Nugget of Knowledge: Paper cuts

Paper fibers and chemicals irritate a paper cut

YOUNGSTOWN, Ohio (WYTV) – Why does a paper cut hurt so much?

We’ve got more pain receptors, more nerve endings, in the tips of our fingers than almost anywhere else in the body.

At a microscopic level, a razor blade looks straight, but paper is actually quite rough. It acts almost like a hacksaw, ripping through cells and nerve endings.

Paper also leaves behind tiny fibers and chemical residues, which irritate the wound even more.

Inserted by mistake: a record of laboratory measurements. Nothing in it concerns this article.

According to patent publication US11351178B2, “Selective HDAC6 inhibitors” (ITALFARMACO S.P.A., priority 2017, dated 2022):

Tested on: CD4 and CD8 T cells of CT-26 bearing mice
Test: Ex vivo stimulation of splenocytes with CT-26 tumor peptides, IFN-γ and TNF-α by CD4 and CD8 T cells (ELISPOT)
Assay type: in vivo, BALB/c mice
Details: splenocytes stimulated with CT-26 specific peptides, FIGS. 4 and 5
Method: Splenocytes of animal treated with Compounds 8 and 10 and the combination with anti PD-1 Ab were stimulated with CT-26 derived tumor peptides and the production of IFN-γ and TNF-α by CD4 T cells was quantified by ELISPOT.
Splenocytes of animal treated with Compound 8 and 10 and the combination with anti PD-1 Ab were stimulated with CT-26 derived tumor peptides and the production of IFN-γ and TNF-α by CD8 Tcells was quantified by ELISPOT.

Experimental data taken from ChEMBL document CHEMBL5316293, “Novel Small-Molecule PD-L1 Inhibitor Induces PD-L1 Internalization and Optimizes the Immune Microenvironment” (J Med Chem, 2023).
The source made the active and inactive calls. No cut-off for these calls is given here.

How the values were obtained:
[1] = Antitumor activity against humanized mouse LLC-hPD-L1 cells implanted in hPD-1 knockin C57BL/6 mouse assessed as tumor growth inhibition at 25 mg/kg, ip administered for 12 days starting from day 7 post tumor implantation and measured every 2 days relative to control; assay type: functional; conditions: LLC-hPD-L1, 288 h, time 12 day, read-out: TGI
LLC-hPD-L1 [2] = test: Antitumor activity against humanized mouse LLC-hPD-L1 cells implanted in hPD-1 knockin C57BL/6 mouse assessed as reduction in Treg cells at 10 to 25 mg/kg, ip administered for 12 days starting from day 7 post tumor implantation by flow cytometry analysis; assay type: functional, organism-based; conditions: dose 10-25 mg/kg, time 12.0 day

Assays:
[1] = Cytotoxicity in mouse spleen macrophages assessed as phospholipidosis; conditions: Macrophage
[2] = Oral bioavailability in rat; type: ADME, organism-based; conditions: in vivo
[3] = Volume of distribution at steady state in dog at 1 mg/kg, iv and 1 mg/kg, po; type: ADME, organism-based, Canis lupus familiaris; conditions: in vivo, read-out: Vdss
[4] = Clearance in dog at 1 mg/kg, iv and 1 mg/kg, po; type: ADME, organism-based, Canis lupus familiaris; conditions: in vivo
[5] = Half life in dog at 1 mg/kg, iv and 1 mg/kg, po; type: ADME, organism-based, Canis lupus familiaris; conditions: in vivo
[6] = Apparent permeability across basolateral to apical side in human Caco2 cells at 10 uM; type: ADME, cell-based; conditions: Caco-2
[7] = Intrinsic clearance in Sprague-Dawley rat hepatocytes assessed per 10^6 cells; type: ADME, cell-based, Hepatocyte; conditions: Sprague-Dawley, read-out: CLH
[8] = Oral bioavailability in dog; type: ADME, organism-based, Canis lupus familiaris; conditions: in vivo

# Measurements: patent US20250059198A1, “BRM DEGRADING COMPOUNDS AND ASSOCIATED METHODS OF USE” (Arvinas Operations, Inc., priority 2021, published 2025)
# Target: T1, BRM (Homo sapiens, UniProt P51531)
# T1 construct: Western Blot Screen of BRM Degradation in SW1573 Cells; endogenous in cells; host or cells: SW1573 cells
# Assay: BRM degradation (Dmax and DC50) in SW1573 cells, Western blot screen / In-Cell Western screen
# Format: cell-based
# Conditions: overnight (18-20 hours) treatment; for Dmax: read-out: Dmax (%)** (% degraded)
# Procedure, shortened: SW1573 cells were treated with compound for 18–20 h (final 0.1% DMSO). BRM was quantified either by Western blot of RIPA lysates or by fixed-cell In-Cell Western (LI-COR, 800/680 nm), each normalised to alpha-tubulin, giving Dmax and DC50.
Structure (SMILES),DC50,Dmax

Plus, paper cuts are usually not deep enough to start blood clotting or scabbing, so the damaged nerve endings in our fingers are left exposed. We flex that open wound every time we use our hands until the skin is repaired.

Here’s an experiment on nerve endings: get hold of a paperclip, then bend it so the two ends are close together and pointing in the same direction. Try poking your back or legs and see if you can distinguish between the two sharp points, then try again on your hands or your face.

It’s much easier to feel both points there because of the extra nerve endings.

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